I am Canadian through and through, but I lived in the British Virgin Islands for seven years with my husband and two children until moving back recently. From my house I saw the ocean, our weekends were spent at the beach, on the water, and temperature always hovered somewhere between perfect and ideal. I’m happy to be back for all four seasons, but our former life in the tropics defines ‘living the dream’ for those who don’t do winter and yet there are others like me – others who are looking for travel destinations for people who already live in paradise.
It’s not all sunscreen and margaritas when you live in the tropics. My days generally consisted of the same (sometimes) mundane tasks we all live with, whether it’s chilly or hot: bank and postal runs, school chauffeur, desk jockeying, and on and on. Living in paradise didn’t prevent me from wanting to run away for a vacation every once in a while.
When we first arrived in the BVIs, and after the unpacking was finished, I watched a cruise ship from my deck and thought, “How great would it be to be on vacation?!” It’s likely a few people watching me watch them thought, “How great would it be to live there?!” The grass is always greener on the other side of the deck rail. So where do people who live in the tropics go when they long for greener grass?
Travel Destinations for People Who Already Live in Paradise
Many ex-pats head home for the holidays. That means either where they grew up, where they have a family home, or where their future home will be once they’re no longer ex-pats. The sacrifice for many ex-pat families is being away from family and friends. Whether or not these visits home qualify as vacations is questionable though. It’s rarely home for a rest, as the vacation is more a whirlwind of visits.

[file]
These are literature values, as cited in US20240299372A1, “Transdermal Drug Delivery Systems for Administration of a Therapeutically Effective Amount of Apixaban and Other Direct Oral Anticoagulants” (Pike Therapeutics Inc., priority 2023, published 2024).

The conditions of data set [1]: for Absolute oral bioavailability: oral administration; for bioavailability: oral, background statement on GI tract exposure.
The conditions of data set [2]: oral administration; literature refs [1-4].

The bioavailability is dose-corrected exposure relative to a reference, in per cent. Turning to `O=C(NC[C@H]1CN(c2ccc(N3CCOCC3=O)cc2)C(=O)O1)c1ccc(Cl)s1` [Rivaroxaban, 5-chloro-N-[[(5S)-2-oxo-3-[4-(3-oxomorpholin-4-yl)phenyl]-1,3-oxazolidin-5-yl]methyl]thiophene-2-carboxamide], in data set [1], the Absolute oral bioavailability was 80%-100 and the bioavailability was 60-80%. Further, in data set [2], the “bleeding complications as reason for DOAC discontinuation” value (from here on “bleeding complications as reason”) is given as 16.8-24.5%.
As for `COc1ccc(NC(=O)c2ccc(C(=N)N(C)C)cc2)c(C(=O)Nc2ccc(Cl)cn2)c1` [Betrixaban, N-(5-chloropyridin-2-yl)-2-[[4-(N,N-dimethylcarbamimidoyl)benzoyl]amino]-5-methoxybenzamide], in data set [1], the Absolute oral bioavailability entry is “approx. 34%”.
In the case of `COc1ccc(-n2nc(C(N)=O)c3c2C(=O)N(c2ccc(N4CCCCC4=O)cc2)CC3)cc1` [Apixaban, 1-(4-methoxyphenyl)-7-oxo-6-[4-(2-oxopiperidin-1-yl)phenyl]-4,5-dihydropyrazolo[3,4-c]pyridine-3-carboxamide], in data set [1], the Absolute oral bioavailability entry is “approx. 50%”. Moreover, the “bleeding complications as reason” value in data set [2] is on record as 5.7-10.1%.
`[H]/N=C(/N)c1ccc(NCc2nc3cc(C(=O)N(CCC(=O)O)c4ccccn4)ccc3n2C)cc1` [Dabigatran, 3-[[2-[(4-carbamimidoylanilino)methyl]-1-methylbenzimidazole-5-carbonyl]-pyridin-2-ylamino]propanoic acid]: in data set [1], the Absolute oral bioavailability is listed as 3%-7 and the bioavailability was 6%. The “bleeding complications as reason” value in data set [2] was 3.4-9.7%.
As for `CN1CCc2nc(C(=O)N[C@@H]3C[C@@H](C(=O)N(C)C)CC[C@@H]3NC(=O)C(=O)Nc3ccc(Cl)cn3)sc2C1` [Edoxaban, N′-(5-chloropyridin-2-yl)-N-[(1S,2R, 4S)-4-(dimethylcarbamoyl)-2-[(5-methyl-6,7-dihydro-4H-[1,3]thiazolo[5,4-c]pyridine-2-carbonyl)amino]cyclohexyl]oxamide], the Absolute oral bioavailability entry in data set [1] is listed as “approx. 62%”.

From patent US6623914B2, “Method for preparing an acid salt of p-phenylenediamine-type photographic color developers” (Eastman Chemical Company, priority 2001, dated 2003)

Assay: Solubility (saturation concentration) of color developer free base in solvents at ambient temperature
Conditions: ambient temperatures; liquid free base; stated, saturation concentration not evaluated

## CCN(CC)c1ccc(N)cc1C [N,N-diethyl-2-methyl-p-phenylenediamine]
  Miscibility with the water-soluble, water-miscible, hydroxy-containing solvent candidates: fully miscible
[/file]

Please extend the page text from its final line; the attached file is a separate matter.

There are two plans of attack when heading home: an impossible schedule of hopping from town to town, never knowing where you’re eating next; OR staying put in one place and having people come to you. While I subscribe to the latter, we often fell into the former. The plan that works best, however is organizing a big party at least once during the vacation so you don’t miss any favourite people. Don’t feel bad about turning down invitations for BBQs and weekend stays; you can’t be everywhere.
Many people in the islands shop online or visit the few, but nice stores locally, there isn’t a great diversity on the smaller islands that’s found on larger islands or the mainland. To make up for it, many people head to Miami or Puerto Rico for shopping trips. These trips happen throughout the year and especially on long weekends and school breaks. San Juan is favourite destination point from our old island and it’s still on the bucket list.
Hit the Slopes
For those who miss the snow — and these people do exist! — a ski trip during winter break is on the list. We always miss what we don’t have, and many ski and snow enthusiasts we know take the opportunity to head to Colorado, Quebec, and British Columbia for some time on the slopes.
The British Virgin Islands, like most of the Caribbean, is only a short flight to various other destinations in the Caribbean. Every island is so diverse – Sint Maartens/St. Martin with its dual countries and Dominica and its jungles, are top of the list. For others, it’s a cruise. We had friends who cruise every year and love having the ships to themselves while other passengers jump ship to explore the islands.
The beauty of living in the British Virgin Islands is that you can easily get off the island you live on and see others. Convenient ferry rides will take you to Virgin Gorda, Jost Van Dyke, and Anegada for great day trips. The BVIs are also very close to the USVI and it’s easy to get to St. John or St. Thomas, or take a flight to St. Croix to explore. There are also resident staycation deals with local resorts and hotels, sailing trips around local shorelines, and simply whiling away a few hours at the beach to relax.
It’s easy to imagine an ex-pat life as one spent sitting on a verandah, sipping a fruity drink, but life happens in the islands like it does elsewhere. We still work, get our kids to school, and pay bills; we just do in a warmer climate with palm trees all around instead of maples and pines.